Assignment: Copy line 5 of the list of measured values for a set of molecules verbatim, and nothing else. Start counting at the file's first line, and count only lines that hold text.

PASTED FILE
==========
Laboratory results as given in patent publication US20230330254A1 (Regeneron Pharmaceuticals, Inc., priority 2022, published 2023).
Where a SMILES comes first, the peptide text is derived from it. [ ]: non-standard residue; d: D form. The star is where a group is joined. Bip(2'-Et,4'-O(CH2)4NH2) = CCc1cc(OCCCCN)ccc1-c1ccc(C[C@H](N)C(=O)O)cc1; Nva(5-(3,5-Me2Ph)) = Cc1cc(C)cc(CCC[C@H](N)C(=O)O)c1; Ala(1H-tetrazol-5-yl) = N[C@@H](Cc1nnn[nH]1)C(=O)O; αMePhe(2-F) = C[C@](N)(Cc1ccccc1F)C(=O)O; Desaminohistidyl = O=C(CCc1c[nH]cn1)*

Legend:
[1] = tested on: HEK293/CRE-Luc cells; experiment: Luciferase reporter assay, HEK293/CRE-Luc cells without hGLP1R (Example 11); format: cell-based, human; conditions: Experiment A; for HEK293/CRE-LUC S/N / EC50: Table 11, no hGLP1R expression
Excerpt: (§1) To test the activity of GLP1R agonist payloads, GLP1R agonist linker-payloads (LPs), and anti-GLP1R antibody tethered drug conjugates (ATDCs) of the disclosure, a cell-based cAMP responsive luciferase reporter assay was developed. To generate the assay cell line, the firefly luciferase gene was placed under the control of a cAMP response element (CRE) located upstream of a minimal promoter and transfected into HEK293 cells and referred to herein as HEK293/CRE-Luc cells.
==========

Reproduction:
Excerpt: (§1) To test the activity of GLP1R agonist payloads, GLP1R agonist linker-payloads (LPs), and anti-GLP1R antibody tethered drug conjugates (ATDCs) of the disclosure, a cell-based cAMP responsive luciferase reporter assay was developed. To generate the assay cell line, the firefly luciferase gene was placed under the control of a cAMP response element (CRE) located upstream of a minimal promoter and transfected into HEK293 cells and referred to herein as HEK293/CRE-Luc cells.